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Summer in Provence

Believe it or not, our upcoming trip to Paris was one of the most difficult getaways we’ve ever planned, simply because there was so much in France we wanted to see! When we first began laying out a general itinerary, Joe and I both hoped we’d be able to split half of our time in Paris, and half of it in Provence.

[I also slyly mentioned that we would still need to return to visit the Loire Valley, Bordeaux, the Basque region near Biarritz, and that, under no circumstances, could we leave this planet having never tasted oysters from Belon. Joe’s response: We can’t spend every vacation for the next 4 years in France! Me: Whyyyyyy?)]

The only problem? For this trip, we only had 9 full days in La Belle France. If we did the bi-regional trip, stays would be somewhat short in both places, which sounded less fun. If there’s one thing we both hate on a vacation, it’s feeling rushed, and like we got no sense of what a place is all about. I’m lucky that like me, Joe prefers to kind of park it in one place and hang out when he travels, spending as much time as possible getting to know it and just being.

So with heavy hearts, we had to forgo Provence this time. Having never been to France, we both figured Paris would be a great place to start (and spend nearly a week and a half!). Still, I think we were bummed that we wouldn’t be playing boules and sipping on pastis in Aix, or stuffing our faces with bouillabaisse in Marseille.

Another time, another trip. But make no mistake — not having the south of France on our itinerary has certainly NOT kept me from dreaming about it! (Recipe after the jump)

With Provence in mind, I made another version of my Provençal Chicken this week. Simply put, this dish (and every iteration of it) is one of my absolute favorite weeknight meals, because it is so easy and so flavorful. Often, I think people hear the word “braise” and automatically assume they’re in for hours of cookery. With chicken legs, all you need is about an hour, and they’re perfectly tender.

I’m pretty sure that this recipe is similar to another I previously published, but that should tell you how much I love this dish. I’m cooking it all the time! Besides the fact that each time you make it, it tastes a little different. Perhaps it’s the day, the chicken, or even the San Francisco version of le mistral — that ever-present summer fog.

Early Summer Provençal Chicken

Serves 2, with leftovers

  • 3 organic whole chicken legs (skin on and bone in)
  • 1/4 cup all purpose flour, seasoned with 1 1/2 tsp of garlic powder, and 1/2 tsp each of salt and pepper
  • 1/8 cup canola oil
  • 1/8 cup extra virgin olive oil + 2 tbsp
  • 1 medium yellow onion, julienne
  • 1 carrot, peeled and medium diced
  • 5 cloves of garlic, peeled and roughly chopped
  • 1 tbsp tomato paste
  • 2 tsp crushed red pepper flake
  • 2 cups dry white wine (I used inexpensive sauvignon blanc)
  • 4 small cluster tomatoes, cut into quarters or sixths (leave skin and seeds on)
  • 1 1/2 tbsp granulated sugar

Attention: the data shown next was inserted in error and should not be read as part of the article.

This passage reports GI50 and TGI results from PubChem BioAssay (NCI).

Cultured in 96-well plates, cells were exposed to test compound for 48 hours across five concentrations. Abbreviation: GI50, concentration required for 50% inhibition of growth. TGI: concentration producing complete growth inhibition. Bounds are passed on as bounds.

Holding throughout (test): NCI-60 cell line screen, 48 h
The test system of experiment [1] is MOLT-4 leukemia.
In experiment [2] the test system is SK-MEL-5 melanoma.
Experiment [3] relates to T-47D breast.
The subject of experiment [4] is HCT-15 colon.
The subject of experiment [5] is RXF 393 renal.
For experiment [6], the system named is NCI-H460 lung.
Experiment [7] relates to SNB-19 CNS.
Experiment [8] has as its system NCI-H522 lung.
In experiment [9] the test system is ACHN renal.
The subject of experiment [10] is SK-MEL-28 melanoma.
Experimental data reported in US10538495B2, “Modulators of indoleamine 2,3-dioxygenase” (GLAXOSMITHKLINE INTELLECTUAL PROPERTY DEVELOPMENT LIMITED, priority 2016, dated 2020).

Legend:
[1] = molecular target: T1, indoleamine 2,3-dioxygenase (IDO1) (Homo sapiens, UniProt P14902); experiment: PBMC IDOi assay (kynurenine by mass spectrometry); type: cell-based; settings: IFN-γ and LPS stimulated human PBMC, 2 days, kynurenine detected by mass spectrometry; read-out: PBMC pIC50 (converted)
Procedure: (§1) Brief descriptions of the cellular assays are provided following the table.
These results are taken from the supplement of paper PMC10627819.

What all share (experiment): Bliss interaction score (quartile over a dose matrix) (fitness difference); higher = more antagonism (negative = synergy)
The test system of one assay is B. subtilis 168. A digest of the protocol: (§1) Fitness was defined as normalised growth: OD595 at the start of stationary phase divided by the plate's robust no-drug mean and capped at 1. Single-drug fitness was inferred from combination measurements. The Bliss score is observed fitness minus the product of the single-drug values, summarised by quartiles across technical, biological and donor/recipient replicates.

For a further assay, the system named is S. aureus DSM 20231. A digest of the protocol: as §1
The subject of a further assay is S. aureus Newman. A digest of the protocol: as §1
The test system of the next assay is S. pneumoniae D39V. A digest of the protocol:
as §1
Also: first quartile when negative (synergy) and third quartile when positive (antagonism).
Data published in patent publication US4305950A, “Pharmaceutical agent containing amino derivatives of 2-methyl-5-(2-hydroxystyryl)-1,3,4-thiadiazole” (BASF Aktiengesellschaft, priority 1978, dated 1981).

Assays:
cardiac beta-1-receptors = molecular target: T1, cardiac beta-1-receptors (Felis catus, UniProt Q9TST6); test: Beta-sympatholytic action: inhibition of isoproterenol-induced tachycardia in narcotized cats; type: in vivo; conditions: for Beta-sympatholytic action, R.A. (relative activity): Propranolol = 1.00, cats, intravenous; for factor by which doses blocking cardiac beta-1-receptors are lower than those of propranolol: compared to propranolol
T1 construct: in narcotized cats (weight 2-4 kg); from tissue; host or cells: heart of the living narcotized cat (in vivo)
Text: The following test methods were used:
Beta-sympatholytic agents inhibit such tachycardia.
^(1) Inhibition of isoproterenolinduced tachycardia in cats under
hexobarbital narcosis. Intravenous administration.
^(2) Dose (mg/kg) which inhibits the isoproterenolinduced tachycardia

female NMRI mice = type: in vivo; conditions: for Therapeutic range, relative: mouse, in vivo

• 1/4 cup pitted olives, halved or roughly chopped (but not too small) (NOTE: do not used canned black ones — use brined mixed olives from an olive bar, such as those at Whole Foods)
  • handful thyme
  • –salt and pepper to season

Rinse the chicken legs with cool water, then pat completely dry. In a shallow mixing bowl or on a plate, combine the flour, garlic powder, salt and pepper, mixing together gently with a fork. Lay the chicken legs into the flour, and coat each side thoroughly (I did this one at a time to make sure each leg got coated well). Shake any excess flour off of the meat, then transfer the legs to a clean tray or plate.

In a large dutch oven or heavy bottomed pot, heat the canola oil and 1/8 cup of the olive oil until very hot, but not smoking. Lay the chicken pieces, skin side down, into the pot and brown — about 5 minutes. Flip the pieces over and brown the second side. Remove the chicken to the plate, and set aside.

Lower the heat on your pot if necessary — by now, the dutch oven should be retaining a lot of heat on its own. Add in the remaining 2 tbsp of olive oil, along with the onions, carrots and garlic. Season lightly with salt and pepper. Allow this to cook for several minutes, until the onions are just beginning to brown and leave fond on the bottom of the pot (along with bits from the chicken). Stir in the tomato paste; the heat from the pot should help distribute it evenly amongst the vegetables. Toss in the chili flakes as well. Cook for another minute, so that the paste caramelizes slightly.

Pour in the white wine, scraping the bottom of the pan to lift the fond off. Once the wine begins to simmer, toss in the tomatoes. Cook this for 5 minutes, so that the alcohol has a chance to burn off. Sprinkle the sauce with the sugar, throw in the olives, season with salt and pepper to taste, and stir. Taste it. It should taste pretty good, but like it needs time to meld. That’s a good thing.

Nestle the chicken in the mixture, so that it is about 65% submerged. Cover the pot half way, and let this cook for at least an hour. While this is happening, you can be like me and Joe, and enjoy a glass of wine and some cheese and crackers, and catch up on your day.

When the chicken is ready, place a leg on a plate, then top it with a bit of the sauce. This would be fantastic with polenta! We served ours with roasted asparagus, topped with goat cheese. Leftovers are great too — you can mix any of the leftover sauce with pasta. Just be sure to top it with plenty of cheese.

{Image Credits: Lavender in Gordes-AllPosters//Driveway-CN Traveller//Farmhouse-T&L//Cote d’Azure-CN Traveller//Marseille-Lonely Planet//Provençal Chevre-National Geographic}

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